1 doe not know, and therefore now here will I stay my pen. JllUS. 
Printed at London for H. Gosson. 

[Black-letter. Two woodcuts: 1st, the Bagpiper, in Bat/ford Ballads, p. 217; 
2nd, the merry Wideawakefield girl, vol. vii, p. 29. Date, circa 1640.] 


To the same tune (Within the North-country : the Loss that lost her way) they 
sang- this ballad (see p. lxxxvii*), with its varying burden, Let Father angry be. 

C6e a^crrp apin of e^ttitJlcscr ; 


A pretty Song made by a pretty Maid, 
Which had seven suitors, she herself so said, 
And yet (poor soul) she hath been strangely crost, 
And through her Mother's means her sweet-hearts lost; 
But yet she is resolved in this Sonnet 
To have a Husband, whatsoe're comes on it. 
To a dilicate [sic] Northern Tune ; or, The Maid that lost her way. 

IT was not long agone, since Cupid with his Dart 
Shot through my tender skin, and prickt my love-sick heart. 
And since that desperate time I am so love-sick grown, 
I neither can nor will no longer lye alone : 

Let Father angry be, let Mother brawl and chide, 
A Husband L ivill have, what ever me betide. 

It is well known that I am fifteen years of age, 
Yet live as weary a life as a Bird penn'd in a Cage. 
Therefore, young-men, I pray, give ear unto my Song, 
And you shall know in what my parents did me wrong. 
Bat now let Father frown, etc. 

Seven suitors in one day unto me came a wooing, 
And every one of them would fain with me be doing : 
First Will the Weaver came, with Silks and Ribands brave, 
And out of his pure love these Tokens to me gave. 
Let Father fret and frown, etc. 

Full many a hurried kisse the Weaver did me give 
Which whs enough to make a dying maid to live ; 
But yet my Parents would not give me their consent, 
That I should marry with him : which makes me to lament. 
But now let Father frown, let Mother brawl, etc. 

(Efje SccantJ Part, to the same Tune. 

NExt Tom the Taylor trim, he brought me a brave new Gown, 
And would have gave it me, for to have laid me down. 
My Mother, standing by, would not thereto agree, 
Whereby I did both lose my gown and sweet-heart • Woe is me ! 
But now let Father frown, let Mother brawl and chide,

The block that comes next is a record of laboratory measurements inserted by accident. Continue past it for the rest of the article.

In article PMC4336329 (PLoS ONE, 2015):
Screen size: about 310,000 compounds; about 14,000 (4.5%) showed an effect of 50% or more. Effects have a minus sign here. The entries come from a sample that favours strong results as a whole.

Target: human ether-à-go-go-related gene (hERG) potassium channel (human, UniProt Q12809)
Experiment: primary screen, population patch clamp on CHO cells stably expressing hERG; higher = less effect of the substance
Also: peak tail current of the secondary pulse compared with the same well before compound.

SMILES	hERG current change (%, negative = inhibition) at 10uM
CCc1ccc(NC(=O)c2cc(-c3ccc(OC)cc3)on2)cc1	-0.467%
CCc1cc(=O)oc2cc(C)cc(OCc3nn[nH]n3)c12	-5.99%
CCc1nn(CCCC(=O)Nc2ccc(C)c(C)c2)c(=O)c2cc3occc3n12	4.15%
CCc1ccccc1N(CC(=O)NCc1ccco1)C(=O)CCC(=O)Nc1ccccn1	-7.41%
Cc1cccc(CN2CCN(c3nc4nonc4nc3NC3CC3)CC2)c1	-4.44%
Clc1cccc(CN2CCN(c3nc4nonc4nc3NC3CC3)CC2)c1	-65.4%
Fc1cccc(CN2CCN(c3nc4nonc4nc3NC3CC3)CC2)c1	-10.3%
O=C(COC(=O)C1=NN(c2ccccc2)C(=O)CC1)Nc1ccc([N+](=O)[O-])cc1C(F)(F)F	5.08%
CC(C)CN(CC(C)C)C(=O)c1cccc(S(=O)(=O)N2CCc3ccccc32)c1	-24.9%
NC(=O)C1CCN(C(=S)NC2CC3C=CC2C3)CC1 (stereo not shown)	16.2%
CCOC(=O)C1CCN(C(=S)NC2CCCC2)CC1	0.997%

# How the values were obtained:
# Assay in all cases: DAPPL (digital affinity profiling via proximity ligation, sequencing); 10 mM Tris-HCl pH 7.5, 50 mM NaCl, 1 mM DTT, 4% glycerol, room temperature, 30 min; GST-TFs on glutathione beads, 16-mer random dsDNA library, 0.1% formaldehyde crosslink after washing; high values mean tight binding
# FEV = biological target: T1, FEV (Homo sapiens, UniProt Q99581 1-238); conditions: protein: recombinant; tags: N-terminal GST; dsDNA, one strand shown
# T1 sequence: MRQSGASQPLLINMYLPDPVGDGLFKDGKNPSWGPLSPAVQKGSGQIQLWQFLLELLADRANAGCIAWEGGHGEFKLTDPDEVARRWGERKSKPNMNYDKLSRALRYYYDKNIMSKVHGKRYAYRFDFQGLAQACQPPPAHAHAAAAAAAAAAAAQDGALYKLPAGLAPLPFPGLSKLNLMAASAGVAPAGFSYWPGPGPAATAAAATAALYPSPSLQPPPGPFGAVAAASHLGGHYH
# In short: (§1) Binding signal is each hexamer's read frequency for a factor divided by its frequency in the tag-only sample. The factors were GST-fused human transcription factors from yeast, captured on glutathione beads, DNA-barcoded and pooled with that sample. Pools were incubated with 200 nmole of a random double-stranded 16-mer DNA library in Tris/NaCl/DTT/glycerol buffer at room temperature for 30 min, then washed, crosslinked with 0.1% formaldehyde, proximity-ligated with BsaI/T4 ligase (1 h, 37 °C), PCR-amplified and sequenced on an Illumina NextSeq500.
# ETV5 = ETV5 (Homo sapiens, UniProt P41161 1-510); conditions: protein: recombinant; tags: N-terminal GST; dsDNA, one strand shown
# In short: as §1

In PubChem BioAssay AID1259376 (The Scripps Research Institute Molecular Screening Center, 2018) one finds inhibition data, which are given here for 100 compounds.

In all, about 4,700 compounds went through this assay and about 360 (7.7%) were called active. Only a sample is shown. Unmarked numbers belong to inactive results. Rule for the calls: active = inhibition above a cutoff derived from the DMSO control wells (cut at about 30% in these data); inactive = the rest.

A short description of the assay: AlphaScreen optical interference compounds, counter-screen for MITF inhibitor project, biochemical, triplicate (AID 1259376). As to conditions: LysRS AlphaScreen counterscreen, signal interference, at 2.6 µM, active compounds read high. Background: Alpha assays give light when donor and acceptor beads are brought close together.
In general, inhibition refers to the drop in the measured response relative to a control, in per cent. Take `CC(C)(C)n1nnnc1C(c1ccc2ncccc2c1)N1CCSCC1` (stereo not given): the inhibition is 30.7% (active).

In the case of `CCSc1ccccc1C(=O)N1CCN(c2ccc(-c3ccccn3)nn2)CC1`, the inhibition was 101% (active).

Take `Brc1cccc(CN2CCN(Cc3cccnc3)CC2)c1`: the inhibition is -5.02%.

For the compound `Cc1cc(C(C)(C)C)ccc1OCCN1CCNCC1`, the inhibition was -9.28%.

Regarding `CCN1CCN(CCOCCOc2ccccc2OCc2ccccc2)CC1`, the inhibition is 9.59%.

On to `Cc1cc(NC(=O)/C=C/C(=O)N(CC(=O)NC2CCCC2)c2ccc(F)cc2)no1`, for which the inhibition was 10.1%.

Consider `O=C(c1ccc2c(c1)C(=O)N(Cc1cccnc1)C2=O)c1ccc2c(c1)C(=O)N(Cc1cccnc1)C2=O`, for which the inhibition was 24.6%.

A Husband L will have, what ever me betide. 

Then Sam the Shoemaker brought me a pair of Shooes, 
To fit my pretty feet, as he did often use : 
But at the drawing on, his hand by chance did slip, 
Which made my Mother frown, and rarely bite the lip. 
But now let Father yiieve, etc. 

George Glover he gave me a pair of dainty gloves, 

Such as your bravest batchelors do use to giv<! their Loves ; 

And therewithal, kind heart, he kist me tenderly ; 

And then my Mother she did soon break up our company. 

clxxiv* The Longing Maid, who got a Crooked Stick at last. 

There came a bonny Lad, a Vintner neat aud fine, 
And in his hand lie brought a bottle of Muskadine. 
And bade me for to drink as long as I could pull : 
For he bad an intent to till my belly full. 

At which my Mother she began to frown and chide, Yet I, etc. 

A nimble Tapster next gave me a gay gold Ring, 

And promised to bestow on me a better thing ; 

But in the bringing he had wonderous ill-luck, 

My Mother she did chance to see, and would not let us truck. 

Then came a noble spark, a Smildier stout and bold, 
And quickly cast into my lap full seven -score pound in gold ; 
he was a brave Young-man, I lov'd him as my life ; 
And yet my Mother she would not now let me be his Wife. 

The Cobler [Sam,'] poor Lad, fell sick, and needs must dye, [' he.' 

Except my Love would grant him love as a remedy. 

" Cooler ! " my Mother said, " you have of late been dipt ; 

Before you shall my daughter have I 'le see you soundly whipt." 

A Maiden-head it is a load too heavy for me to carry, 
Therefore I will make all the speed that ever I can to marry. 
No matter for his wealth, nor trade, what e'er it be, 
For I will dearly love the Man, if he could fancy me. 

So now you know my mind, although my Mather chide, 

A Husband I must have, what ever me betide. jjriui6» 

London, Printed by E. Crowch, for F. Coles, T. Vere, and/. Wright. 

[Black-letter. Five cuts : two women, vol. vi, pp. 329, 582. Date, 1656-74.] 

II Another ' Longing Maid ' was probably by L. White, circd 1698, or earlier. 

rpilere was a Maid the other day that sighed sore, God wot ! 
J. And said that wives might sport and play, but maidens they might not. 
" Full fifteen years I lived" (she said), " poor soul ! since I was born, 
And if I chance to die a Maid, Apollo is forsworn 

Oh, oh, oh, for a Husband / " (still this was her song) ; 

" I will have a husband ! will have a husband, husband old or young." 

An ancient Suitor to her came, his head was almost gray, 

Though he was old yet she was young, and would no longer stay : 

But to her Mother went the Maid, and told her presently 

That she a Husband needs must have, and thus began to cry : "Oh, oh, oh /" etc. 

She had not been a wedded Wife one quarter of a Year, 

But she was weary of her life, aud grew unto a Jeer : 

For the Old Man lay by her side, he could nought but sigh and groan ; 

Did ever woman so abide ? 't were better to lie alone.